If the NAAT and AFB smear are positive, presume the patient has TB and begin treatment while awaiting culture results. If the NAAT is positive and AFB negative, use clinical judgment to ascertain if pharmacologic treatment is warranted while awaiting culture results and consider a NAAT retest. If NAAT is negative and AFB positive, test for inhibitors and retest NAAT. If NAAT is negative and AFB negative, use clinical judgment to determine if TB therapy is warranted while awaiting results of culture and additional diagnostic tests.

Pulmonary TB can result in numerous thoracic complications include pneumothorax, hemoptysis, brochiectasis, tuberculoma, and pulmonary necrosis. Prior to pharmacological treatment, massive hemoptysis from a pulmonary artery aneurysm rupture resulted in approximately five percent of TB deaths.

The eradication of TB is challenging because it requires multidrug therapy with consistent compliance for six to 12 months. There are currently 10 FDA-approved drugs for TB, but first-line treatment is isoniazid (INH), rifampin, ethambutol, and pyrazinamide. Joint guidelines from the CDC, the American Thoracic Society, and the Infectious Diseases Society of America published in 2003 recommend treatment protocols for patients with and without HIV. (MMWR 2003;52[RR-11]:1.) Multidrug-resistant (MDR) TB (resistant to INH and rifampin) and extensively drug-resistant (XDR) TB (resistant to INH, rifampin, fluoroquinolones, and either amikacin, kanamycin, or capreomycin) have emerged as infectious disease threats. With appropriate treatment regiments, patients with TB have a cure rate of 95 to 97 percent while the cure rate for MDR TB is only 50 to 60 percent. (Am J Respir Crit Care Med 2003; 167[4]:603.) Forty-nine cases of XDR TB were identified between 1993 and 2006, and noted to have a higher mortality rate than MDR TB. (MMWR 2007;56[11]:250.)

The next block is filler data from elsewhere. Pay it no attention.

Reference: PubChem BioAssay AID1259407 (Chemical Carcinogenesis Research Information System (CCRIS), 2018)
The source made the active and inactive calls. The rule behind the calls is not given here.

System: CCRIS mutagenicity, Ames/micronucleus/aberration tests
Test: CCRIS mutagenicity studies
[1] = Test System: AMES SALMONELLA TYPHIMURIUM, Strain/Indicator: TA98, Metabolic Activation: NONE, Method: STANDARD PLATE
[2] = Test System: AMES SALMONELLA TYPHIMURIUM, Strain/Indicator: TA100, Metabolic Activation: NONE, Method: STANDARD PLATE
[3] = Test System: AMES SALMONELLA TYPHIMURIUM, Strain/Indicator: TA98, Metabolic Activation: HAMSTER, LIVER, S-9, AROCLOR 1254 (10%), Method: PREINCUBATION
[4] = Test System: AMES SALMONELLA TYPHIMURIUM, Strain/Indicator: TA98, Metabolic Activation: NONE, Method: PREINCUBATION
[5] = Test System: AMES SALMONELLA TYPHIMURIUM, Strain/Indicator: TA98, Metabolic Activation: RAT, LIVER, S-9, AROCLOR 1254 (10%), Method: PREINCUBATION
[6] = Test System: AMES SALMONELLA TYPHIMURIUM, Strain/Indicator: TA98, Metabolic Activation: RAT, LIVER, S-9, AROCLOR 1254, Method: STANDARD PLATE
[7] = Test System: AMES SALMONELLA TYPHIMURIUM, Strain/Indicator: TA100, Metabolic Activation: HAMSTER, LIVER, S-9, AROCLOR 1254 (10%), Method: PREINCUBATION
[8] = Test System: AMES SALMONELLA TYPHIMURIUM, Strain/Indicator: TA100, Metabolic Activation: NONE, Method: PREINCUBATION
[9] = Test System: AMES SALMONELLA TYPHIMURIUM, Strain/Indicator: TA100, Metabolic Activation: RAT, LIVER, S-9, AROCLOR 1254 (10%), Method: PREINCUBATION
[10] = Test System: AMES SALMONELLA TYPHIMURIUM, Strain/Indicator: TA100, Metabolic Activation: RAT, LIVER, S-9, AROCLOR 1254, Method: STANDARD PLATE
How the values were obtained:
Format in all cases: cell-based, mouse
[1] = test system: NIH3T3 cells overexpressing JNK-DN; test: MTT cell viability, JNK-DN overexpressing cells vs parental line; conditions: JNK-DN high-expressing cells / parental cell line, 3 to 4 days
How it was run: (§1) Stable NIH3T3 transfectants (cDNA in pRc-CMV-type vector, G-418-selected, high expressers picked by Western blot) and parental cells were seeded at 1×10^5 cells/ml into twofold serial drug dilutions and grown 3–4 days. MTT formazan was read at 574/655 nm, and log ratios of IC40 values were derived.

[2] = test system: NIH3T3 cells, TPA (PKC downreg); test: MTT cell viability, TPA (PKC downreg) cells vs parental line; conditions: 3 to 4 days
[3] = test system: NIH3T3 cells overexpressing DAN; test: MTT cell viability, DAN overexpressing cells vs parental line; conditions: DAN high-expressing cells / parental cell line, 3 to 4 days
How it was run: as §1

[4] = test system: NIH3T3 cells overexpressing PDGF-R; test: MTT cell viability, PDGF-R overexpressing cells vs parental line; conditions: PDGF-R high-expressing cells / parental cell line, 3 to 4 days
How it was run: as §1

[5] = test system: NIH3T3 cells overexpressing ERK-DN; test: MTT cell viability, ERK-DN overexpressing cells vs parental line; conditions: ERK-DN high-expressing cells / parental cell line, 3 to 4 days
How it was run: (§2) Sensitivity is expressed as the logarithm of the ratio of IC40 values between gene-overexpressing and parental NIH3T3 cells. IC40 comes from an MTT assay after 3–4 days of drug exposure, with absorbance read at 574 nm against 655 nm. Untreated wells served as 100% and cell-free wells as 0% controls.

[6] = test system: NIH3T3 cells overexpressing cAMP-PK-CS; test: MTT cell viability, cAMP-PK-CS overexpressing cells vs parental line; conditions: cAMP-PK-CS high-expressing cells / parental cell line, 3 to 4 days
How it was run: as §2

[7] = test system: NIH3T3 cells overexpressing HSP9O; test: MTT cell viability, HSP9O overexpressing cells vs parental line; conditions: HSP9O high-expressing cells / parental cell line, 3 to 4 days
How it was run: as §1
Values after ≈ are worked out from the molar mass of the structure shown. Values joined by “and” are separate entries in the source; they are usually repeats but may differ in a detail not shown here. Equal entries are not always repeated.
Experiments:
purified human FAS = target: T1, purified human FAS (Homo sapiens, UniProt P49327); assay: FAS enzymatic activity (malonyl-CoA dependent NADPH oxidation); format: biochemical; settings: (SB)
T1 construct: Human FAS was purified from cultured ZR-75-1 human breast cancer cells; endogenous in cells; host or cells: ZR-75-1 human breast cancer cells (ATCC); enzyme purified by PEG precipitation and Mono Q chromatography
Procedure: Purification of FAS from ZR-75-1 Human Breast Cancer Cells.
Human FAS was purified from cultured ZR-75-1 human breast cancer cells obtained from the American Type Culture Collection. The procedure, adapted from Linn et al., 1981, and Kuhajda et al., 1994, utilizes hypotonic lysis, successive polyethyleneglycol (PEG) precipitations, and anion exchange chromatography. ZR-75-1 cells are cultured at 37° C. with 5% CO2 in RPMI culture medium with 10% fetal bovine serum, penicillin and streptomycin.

In the ED, exposure to patients with active pulmonary TB is a risk of our occupation. Many hospitals require periodic TB staff surveillance with PPDs to identify exposure and seroconversion. Early respiratory isolation of patients with presumed pulmonary TB is critical to decrease ED patient and staff exposure risks. Often patients with suspected active TB require inpatient evaluation and infectious disease specialist input.

This patient was placed in respiratory isolation, admitted to the hospital, and started on empiric anti-TB medications. A right thoracostomy tube was placed and effusion drained (see photo); fluid cultures were eventually positive for M. tuberculosis.

© 2009 Lippincott Williams & Wilkins, Inc.